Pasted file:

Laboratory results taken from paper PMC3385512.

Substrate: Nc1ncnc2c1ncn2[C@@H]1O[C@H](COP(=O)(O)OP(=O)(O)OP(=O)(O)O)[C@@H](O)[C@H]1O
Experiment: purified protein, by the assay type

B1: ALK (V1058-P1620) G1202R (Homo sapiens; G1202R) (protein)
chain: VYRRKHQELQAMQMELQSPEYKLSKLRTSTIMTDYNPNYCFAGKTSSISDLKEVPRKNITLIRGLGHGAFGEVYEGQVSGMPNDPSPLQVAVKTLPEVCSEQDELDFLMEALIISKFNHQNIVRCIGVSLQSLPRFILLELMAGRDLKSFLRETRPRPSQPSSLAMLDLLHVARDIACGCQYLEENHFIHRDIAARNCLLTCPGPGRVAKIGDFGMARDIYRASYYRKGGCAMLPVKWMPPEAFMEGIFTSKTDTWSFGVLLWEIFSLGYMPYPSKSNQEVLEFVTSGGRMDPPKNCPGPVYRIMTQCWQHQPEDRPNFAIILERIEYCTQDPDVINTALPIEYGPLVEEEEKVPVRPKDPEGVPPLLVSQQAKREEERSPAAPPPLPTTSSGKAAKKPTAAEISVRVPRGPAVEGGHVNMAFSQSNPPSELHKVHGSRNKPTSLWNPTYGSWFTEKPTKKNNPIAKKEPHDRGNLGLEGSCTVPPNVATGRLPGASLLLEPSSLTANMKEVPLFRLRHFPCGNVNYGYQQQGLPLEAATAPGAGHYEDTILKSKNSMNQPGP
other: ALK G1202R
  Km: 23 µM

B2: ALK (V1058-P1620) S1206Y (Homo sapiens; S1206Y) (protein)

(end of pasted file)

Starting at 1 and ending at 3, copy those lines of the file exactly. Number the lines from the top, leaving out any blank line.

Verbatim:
Laboratory results taken from paper PMC3385512.

Substrate: Nc1ncnc2c1ncn2[C@@H]1O[C@H](COP(=O)(O)OP(=O)(O)OP(=O)(O)O)[C@@H](O)[C@H]1O
Experiment: purified protein, by the assay type